Syrian Crisis

Field diary: Delivering aid to Syrian families in rural Idleb

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© UNICEF Syrian Arab Republic/2013/Al Kaae
The United Nations humanitarian supply convoy crosses a checkpoint during its mission to a hard-to-reach area of rural Idleb.

By Michele Al Kaae

UNICEF Emergency Officer Michele Al Kaae was part of a United Nations convoy that delivered much-needed supplies to a hard-to-reach part of the Syrian Arab Republic.

TARTOUS, Syrian Arab Republic, 6 January 2014 – I took part in a recent United Nations convoy that delivered much-needed relief supplies to a hard-to-reach area of rural Idleb, in the northwest part of the Syrian Arab Republic.

An estimated 40,000 displaced people have taken shelter in Khan Shikhon town, in the southern part of the governorate, swelling the town’s regular population of around 80,000. They have come mainly to escape fighting in their home areas in rural parts of Idleb and Hama governorates.

For many of these vulnerable children and families, the humanitarian situation in Khan Shikhon is grim. Drinking water is in short supply, because of a lack of electricity to run the pumping station. A lack of fuel means that backup generators are also not available. As a result, people rely on private wells to get their water. The water quality cannot be guaranteed, however, contributing to a higher risk of waterborne diseases.

There is currently no electricity, with local residents reporting that they have been without power from the grid for more than 18 months. A shortage of medical staff and certain medicines has left the two hospitals and a clinic only partially functional.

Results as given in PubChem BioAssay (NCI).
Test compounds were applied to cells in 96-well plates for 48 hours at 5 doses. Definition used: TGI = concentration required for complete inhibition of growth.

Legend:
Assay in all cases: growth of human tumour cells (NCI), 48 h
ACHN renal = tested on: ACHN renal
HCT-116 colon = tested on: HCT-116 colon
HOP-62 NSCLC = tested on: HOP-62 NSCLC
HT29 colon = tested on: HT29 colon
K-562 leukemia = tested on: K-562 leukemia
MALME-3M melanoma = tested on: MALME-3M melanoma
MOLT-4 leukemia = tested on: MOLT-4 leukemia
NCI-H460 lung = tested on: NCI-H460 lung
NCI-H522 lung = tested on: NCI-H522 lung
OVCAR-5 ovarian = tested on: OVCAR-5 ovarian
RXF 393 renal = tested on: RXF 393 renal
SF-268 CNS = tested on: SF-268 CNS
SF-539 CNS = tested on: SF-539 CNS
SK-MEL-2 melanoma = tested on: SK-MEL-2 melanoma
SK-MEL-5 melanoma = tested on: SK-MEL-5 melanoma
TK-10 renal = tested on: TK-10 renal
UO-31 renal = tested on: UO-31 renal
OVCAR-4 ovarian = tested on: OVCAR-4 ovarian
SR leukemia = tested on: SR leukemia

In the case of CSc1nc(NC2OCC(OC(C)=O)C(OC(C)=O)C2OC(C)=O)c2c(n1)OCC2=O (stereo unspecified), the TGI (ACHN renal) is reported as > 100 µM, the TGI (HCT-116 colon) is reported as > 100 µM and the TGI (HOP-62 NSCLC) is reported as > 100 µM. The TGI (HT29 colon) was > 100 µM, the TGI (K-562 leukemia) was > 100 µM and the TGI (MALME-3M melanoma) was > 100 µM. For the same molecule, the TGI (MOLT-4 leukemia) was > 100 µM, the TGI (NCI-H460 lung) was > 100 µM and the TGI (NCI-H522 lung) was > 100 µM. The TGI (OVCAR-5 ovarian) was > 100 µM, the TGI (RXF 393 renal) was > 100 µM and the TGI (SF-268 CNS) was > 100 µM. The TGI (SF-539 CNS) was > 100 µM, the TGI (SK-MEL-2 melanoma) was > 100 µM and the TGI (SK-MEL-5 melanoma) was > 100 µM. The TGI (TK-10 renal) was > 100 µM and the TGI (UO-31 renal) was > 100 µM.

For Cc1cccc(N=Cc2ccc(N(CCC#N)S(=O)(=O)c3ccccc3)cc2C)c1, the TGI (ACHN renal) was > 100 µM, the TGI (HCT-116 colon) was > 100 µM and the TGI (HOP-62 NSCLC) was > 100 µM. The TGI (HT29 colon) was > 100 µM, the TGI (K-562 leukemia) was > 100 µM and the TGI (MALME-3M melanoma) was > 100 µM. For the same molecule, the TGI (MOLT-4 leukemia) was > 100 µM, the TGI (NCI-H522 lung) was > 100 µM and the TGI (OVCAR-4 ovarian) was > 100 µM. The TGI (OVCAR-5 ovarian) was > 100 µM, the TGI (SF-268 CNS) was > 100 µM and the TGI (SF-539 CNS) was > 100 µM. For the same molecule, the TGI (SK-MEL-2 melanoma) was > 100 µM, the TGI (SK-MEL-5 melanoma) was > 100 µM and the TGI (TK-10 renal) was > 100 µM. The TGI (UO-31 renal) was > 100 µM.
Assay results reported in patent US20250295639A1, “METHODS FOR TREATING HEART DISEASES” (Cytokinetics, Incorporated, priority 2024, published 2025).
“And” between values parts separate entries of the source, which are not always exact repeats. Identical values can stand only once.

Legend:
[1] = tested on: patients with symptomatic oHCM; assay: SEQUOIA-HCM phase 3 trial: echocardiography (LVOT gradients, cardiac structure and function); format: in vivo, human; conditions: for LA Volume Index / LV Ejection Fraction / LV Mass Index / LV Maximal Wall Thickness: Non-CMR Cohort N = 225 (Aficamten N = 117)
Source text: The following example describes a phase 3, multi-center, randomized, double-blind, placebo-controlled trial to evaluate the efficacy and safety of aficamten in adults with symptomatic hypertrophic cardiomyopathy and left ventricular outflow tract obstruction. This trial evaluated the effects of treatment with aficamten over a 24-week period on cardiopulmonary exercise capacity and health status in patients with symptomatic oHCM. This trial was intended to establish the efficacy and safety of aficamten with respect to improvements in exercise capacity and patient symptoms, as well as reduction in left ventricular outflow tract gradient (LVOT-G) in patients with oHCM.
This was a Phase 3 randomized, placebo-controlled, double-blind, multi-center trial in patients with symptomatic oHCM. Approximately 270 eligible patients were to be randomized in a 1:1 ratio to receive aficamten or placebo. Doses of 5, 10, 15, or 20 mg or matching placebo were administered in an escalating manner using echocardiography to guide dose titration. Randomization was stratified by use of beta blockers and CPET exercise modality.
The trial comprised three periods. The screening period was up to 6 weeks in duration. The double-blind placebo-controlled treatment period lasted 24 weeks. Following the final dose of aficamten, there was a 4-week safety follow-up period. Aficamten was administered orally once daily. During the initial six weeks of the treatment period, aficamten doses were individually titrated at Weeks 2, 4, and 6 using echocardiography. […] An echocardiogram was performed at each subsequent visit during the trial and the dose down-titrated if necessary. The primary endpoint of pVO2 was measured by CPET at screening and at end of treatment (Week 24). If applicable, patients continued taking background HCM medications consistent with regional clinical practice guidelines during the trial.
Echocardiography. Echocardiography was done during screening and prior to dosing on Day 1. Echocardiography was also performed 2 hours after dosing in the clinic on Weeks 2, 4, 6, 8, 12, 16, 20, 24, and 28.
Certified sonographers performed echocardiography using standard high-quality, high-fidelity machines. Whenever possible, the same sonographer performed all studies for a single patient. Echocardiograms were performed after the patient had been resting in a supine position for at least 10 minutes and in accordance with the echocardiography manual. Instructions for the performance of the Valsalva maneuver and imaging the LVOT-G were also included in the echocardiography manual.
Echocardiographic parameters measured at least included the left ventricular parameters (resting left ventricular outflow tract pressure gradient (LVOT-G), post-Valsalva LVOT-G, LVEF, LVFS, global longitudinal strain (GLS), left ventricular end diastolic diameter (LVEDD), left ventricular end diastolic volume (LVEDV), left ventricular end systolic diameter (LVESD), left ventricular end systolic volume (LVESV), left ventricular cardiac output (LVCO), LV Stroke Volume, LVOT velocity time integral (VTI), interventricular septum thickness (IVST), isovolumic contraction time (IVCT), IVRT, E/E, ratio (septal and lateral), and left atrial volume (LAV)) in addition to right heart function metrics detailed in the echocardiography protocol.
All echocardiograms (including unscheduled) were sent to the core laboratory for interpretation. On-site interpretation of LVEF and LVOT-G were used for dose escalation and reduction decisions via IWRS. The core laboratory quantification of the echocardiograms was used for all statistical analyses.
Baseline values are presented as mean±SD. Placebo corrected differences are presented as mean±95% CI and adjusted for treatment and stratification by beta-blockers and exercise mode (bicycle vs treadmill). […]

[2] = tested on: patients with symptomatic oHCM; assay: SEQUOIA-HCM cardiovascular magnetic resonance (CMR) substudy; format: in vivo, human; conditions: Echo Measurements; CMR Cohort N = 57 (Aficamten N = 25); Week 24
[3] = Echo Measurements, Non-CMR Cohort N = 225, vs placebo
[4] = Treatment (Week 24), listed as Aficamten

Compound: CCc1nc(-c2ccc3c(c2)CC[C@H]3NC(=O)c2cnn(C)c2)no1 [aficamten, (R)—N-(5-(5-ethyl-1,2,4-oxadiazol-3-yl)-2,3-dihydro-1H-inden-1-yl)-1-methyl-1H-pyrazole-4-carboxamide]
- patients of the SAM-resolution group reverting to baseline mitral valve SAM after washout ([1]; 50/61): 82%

Food is available, but prices have risen dramatically, putting some ordinary items out of the reach of families already struggling to get by.

The community is effectively cut off in terms of communication, with the mobile network, landlines and Internet barely working or not available at all. While some 27 schools remain open, they badly need school supplies, including desks.
One of the few bright spots is that, despite the difficulties on the ground, children in the town have been receiving their polio vaccinations as part of a Ministry of Health–led national campaign.

Six United Nations agencies – IOM, OCHA, UNICEF, UNDSS, UNHCR and WFP – contributed to the convoy, which consisted of 10 trucks laden with supplies. Among them were two truckloads of UNICEF supplies, including soap, washing powder and family water kits. Each water kit provides for 10 families, including jerry cans and cups, along with Aquatabs for water purification. The supplies are sufficient for 3,000 families – or around 15,000 people for a month. Other supplies in the convoy included food, blankets, mattresses and plastic sheeting.

The convoy travelled for two days and was eventually able to enter Khan Shikhon.

Although ongoing fighting has hampered the delivery of humanitarian supplies, this convoy was a positive step forward. Not only did it result in essential supplies getting through, but it also provided an opportunity to meet with community leaders and get a better picture of the humanitarian situation and urgent needs, including the need for education support. UNICEF followed up and was able to deliver school materials to the Khan Shikhon district for 4,000 children: Specifically, school bags containing stationery and recreational kits. School supplies for an additional 4,000 children will be delivered once the security situation allows.

The Khan Shikhon mission is part of a larger effort to access hard-to-reach areas in this and other governorates of the Syrian Arab Republic with ongoing emergency assistance.


 

 

UNICEF Photography: Syrian crisis

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